Fifth-grade author/ speaker/visual artist Jada Scott will give an astronomy talk based on her new book, Talking Planets: The Night Problem, on Saturday, Feb. 9 in Nashville. The talk will run from 11 a.m. – 12 Noon at Shelby Bottom Nature Center, 1900 Davidson St., Nashville, Tenn. 37206.
“It feels great to release my first book,” said Jada. “It’s good to know I am helping my community learn about space-based facts.”
The 10-year-old student has dreamed of writing a book ever since she visited the U.S. Space and Rocket Center in Alabama. In her first book, the talented author and visual artist takes readers on an adventurous journey through the solar system aboard her red, white and purple rocket. She brings the sun, nearby planets, the moon, and even a black hole to life with insightful facts and original artwork.
“I aspire to work for NASA as a rocket ship designer/engineer when I grow up,” said Jada. “In addition to my love for science, I enjoy art and creating solar system models. I enjoy learning about science and planets, so I thought the book would give other kids a way to learn what I learned.”
While reading “Talking Planets,” space travelers learn what it would be like to visit our sun and planetary neighbors. Here are a few of her observations: Mercury is blazing hot on one side and freezing cold on the other.
Meanwhile, Venus reaches a high temperature of 864 degrees, way too hot for a long stay. Astronauts on her rocket learn that Mars is pestered by a chaotic asteroid belt while being menaced by passing spaceships with bright cameras. By the time her rocket reaches Jupiter, space travelers are itchy from all of the storms they observe in the Great Red Spot.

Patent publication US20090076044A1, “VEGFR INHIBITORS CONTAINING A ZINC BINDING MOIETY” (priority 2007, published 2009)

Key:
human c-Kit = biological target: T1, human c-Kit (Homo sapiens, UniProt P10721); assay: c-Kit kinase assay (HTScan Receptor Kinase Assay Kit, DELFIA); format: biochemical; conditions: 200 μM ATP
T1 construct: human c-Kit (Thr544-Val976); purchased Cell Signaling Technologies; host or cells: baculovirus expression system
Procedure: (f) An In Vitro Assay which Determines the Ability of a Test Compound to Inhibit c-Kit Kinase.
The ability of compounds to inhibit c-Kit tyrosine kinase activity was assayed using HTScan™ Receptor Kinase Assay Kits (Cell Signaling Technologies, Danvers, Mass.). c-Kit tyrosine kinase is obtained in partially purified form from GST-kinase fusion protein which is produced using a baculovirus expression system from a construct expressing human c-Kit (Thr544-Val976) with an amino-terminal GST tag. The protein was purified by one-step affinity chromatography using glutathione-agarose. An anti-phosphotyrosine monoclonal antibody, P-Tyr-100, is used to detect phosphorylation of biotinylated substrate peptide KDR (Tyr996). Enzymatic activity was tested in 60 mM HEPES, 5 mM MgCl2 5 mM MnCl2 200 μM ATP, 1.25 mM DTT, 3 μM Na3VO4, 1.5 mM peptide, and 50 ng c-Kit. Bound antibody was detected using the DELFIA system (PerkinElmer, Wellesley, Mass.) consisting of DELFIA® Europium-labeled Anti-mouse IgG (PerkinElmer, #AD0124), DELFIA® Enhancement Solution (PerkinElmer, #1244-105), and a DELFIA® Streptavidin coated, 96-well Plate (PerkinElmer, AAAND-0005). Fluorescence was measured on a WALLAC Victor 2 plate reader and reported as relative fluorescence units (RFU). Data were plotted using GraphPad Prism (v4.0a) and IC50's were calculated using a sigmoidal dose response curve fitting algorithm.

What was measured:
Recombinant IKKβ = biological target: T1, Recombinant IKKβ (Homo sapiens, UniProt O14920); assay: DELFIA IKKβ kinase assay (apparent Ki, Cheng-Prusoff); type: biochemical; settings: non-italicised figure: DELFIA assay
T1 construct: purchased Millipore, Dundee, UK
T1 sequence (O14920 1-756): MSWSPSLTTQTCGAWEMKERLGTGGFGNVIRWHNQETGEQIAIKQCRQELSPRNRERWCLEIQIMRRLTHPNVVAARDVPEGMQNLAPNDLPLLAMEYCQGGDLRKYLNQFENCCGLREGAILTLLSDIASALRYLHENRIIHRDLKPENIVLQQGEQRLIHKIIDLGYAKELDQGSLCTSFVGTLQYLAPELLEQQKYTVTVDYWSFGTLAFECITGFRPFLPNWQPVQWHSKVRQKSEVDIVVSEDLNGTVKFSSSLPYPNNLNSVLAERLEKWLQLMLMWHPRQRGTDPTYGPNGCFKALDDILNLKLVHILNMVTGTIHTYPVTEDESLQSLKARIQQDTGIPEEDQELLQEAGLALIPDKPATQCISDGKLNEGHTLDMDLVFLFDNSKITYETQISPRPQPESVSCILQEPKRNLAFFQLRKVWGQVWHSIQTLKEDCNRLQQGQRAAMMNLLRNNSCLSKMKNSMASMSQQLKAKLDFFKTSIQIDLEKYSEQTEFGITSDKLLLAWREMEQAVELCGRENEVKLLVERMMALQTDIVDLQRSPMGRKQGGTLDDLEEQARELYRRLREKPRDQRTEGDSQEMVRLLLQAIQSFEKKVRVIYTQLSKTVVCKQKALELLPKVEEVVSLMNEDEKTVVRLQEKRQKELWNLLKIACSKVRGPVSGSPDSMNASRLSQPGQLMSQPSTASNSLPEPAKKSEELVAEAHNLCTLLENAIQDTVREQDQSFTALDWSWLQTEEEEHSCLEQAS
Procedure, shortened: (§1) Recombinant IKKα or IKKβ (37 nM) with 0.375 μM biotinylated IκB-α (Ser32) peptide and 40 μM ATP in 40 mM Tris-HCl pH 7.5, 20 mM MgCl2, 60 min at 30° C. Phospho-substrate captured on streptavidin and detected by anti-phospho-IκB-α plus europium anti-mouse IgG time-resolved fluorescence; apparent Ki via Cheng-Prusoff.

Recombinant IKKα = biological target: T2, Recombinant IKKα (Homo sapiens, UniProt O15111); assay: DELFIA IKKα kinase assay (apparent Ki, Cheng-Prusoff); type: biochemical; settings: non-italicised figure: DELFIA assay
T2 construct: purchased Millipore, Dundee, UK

At the end of her book, Jada invites readers of all ages to join her on a space bus for more exploration. She created a mixed media image of her bus with metal markers and paper.
The future rocket scientist used pencil to develop the concepts for another two-dozen original illustrations, including the rocket, sun and planets. Readers even get to meet a NASA engineer.
“It is important because it is good to know where our Earth came from and its surrounding planets,” the fifth grader added. “Without the solar system, the Earth would not be the way it is. For example, without the Sun, we would freeze to death and without the Moon, our seasons would not be correct. My book represents an easier way to understand planets and the solar system so all ages can understand and enjoy it.”
Attendees of the event will enjoy a talk, book reading, and PowerPoint presentation. Admission is free. For more information about Jada Scott’s book, “Talking Planets,” visit www.TalkingPlanetsBook.Blogspot.com, www.Facebook.com/TalkingPlanetsBook and www.Twitter.com/Talking1Planets. The book, which is published by In Due Season Publishing, which retails for $10.95, is available at www.Amazon.com and the U.S. Space and Rocket Center.